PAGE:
Over a period of hours, while in the NSICU, the patients GCS declined from 15 to 8.    Given his deteriorating neurological status, a parenchymal fiber optic bolt was placed to measure his ICP.  His initial ICP was 30 mmHg (normal < 20 mmHg), for which he received rapid intravenous boluses of 50 grams of mannitol and 500 mL of 3% saline.  Thereafter, 250 mL of intravenous 3% saline was administered every 6 hours to maintain a serum sodium range of 145-150 mEq/L.  A radial arterial catheter was placed to maintain a cerebral perfusion pressure (CPP = Mean Arterial Pressure - Intracranial Pressure) between 60 and 80 mmHg with norepinephrine intravenous drip titration.  Sedation with propofol and fetanyl was no longer held once ICP monitoring was initiated.  Prophylactic antiepileptic treatment was initiated with 1.5 grams of phenytoin (20 mg/kg loading) to obtain a therapeutic level (10-20 total level or 1-2 free) and maintained with 100 mg IV infusion every 8 hours. In order to monitor for nonconvulsive seizures, continuous electroencephalogram (EEG) monitoring was used.

After the initial few hours of stabilization, the patient was moved to the angiography suite for a 4-vessel angiogram, which confirmed an AVM in the right frontal lobe (Figure 3),

image3

with no associated aneurysms.

Over the subsequent 24 hours, the patient’s ICP climbed up to 40 mmHg, despite multiple boluses of 3% saline (Na+ climbed to 147 mEq/dL from 136 mEq/dL on admission) and mannitol, heavy sedation, paralysis and active cutaneous cooling (Arctic Sun) to maintain normothermia.  Due to refractory ICP elevation, the patient underwent an emergent right fronto-temporo-parietal decompressive craniectomy (Figure 4)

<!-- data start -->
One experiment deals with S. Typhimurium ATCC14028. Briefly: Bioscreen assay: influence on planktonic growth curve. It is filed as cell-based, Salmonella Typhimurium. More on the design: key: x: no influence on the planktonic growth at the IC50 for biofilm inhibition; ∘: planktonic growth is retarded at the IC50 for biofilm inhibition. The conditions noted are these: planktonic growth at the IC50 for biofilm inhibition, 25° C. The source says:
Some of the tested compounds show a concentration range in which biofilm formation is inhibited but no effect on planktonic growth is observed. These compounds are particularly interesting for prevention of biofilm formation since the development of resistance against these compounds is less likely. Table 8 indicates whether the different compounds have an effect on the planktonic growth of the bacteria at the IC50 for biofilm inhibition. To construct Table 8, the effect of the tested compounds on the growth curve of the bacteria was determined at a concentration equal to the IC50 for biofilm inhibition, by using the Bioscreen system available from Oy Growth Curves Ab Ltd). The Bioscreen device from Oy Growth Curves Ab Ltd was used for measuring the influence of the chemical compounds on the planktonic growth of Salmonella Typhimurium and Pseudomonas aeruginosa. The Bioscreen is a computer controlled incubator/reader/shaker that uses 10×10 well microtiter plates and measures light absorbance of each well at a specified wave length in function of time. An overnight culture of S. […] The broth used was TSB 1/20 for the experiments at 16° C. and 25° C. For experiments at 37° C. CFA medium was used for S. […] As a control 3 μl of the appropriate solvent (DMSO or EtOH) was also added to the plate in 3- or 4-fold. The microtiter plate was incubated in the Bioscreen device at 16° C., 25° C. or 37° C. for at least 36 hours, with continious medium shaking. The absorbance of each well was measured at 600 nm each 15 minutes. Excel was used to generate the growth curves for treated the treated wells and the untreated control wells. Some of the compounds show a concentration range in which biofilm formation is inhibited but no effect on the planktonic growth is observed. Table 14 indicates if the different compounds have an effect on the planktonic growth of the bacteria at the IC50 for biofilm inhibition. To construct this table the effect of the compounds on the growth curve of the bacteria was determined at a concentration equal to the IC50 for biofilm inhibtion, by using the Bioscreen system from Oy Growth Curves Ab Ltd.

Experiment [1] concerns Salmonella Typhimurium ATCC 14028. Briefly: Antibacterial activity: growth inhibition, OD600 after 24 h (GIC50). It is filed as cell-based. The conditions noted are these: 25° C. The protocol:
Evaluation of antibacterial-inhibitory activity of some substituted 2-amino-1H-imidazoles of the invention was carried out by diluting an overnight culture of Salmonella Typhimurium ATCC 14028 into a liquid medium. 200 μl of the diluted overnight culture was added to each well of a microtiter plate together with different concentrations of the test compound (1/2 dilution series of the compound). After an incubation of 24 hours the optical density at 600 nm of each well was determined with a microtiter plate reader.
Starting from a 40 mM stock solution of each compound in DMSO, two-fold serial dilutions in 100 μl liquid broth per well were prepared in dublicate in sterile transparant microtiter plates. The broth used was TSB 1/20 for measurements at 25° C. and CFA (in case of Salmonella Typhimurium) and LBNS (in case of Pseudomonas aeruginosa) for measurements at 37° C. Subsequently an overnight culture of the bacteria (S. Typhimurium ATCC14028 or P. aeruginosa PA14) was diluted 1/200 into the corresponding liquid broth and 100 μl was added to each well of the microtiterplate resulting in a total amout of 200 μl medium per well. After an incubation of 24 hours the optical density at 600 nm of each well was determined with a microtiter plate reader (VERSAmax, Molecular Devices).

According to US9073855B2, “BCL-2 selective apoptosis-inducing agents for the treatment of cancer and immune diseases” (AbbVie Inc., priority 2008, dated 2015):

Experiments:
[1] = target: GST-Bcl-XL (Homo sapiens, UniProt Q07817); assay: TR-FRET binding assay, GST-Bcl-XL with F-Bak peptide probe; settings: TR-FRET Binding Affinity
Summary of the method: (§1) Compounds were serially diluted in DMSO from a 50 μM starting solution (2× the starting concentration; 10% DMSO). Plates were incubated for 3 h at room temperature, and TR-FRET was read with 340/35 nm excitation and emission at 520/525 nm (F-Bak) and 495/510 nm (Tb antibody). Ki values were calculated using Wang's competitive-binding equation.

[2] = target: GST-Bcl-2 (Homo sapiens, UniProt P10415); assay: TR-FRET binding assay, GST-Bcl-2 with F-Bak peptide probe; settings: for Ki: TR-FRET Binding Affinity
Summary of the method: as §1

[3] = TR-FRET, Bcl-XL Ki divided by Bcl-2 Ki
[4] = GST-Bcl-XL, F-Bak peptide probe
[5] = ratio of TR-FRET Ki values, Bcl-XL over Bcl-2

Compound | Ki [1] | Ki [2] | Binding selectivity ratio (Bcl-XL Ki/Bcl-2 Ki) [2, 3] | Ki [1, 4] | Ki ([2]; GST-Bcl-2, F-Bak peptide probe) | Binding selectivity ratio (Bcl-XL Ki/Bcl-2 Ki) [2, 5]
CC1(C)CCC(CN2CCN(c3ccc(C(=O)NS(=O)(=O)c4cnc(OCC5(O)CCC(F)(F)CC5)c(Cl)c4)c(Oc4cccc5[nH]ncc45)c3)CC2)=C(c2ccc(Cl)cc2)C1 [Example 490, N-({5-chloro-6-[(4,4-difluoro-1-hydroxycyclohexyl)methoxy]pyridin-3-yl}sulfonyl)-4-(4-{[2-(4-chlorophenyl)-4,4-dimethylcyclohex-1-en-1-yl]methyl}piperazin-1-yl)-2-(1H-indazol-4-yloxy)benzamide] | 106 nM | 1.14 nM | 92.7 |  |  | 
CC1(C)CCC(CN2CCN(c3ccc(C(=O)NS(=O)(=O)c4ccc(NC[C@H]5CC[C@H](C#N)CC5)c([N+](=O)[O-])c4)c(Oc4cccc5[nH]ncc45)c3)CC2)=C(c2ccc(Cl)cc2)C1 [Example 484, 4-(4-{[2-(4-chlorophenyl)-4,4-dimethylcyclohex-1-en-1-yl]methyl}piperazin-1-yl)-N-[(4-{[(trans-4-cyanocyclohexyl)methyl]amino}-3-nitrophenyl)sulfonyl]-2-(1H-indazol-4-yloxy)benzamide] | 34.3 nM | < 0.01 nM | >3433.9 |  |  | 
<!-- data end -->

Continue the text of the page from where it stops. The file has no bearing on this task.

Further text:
image4

without removal of the hematoma or AVM.  The ICP after the decompressive hemicraniectomy was less than 20 mmHg.

On postoperative day 0 and post-bleed day 1, the patient followed simple commands by showing 2 fingers on the right side.  On postoperative day 1, the patient developed septic shock with fever of  103.6 °F, fluid refractory hypotension, oliguria, increasing serum lactate and leukocytosis.   Escalating doses of norepinephrine infusion were necessary to maintain the CPP goal.  A new left lower lobe infiltrate on chest xray was noted and cultures were sent from blood, urine, and sputum.  Empiric antibiotic coverage was initiated with vancomycin and doripenem, and de-escalated within 48 hrs to vancomycin alone when sputum culture grew Methicillin-Resistant Staphylococcus Aureus (MRSA), and overall clinical improvement (defervescence and hemodynamic stability).  All other cultures and surgical incision site did not suggest additional sources of infection.  Induced normothermia was initiated during this period, with reductions in water temperature used as a surrogate for fever.  During this period, a mild elevation in INR (1.5) was corrected with transfusion of fresh frozen plasma.

The patient was started on sequential compression devices for deep vein thrombosis prophylaxis on admission and subcutaneous heparin on postoperative day 3.  On postoperative day 5, the patient was awake, alert, and oriented to person, place and date.  He had fluent speech with a mild dysarthria and left facial droop.  His sensation was intact and motor strength were intact except for persistent right sided weakness.  His motor exam improved on the left side: upper extremity strength still flaccid 0/5 but the lower extremity improved from flaccid to hip flexion 2/5, left knee extension 5-/5, and left foot dorsiflexion 4-/5 (Table 2).  Right upper and lower limb strength were normal,  as had been on admission.  His sensation was intact to light touch.  He passed a swallow evaluation and was started on a mechanical soft diet.  He continued to participate with physical and occupational therapy.  He was transferred to the floor on postoperative day 7 and was later discharged to an acute rehabilitation center.

One month after hospital discharge, he was readmitted for an elective right frontal craniotomy with AVM resection and evacuation of old intraparenchymal hemorrhage and large cranioplasty.  He was discharged 2 days later.  By his 4-month follow up visit, he has resumed most of his regular activities with only minor weakness in his left hand.

Question 1

What clinical and radiographic features of this case suggest a secondary cause of ICH?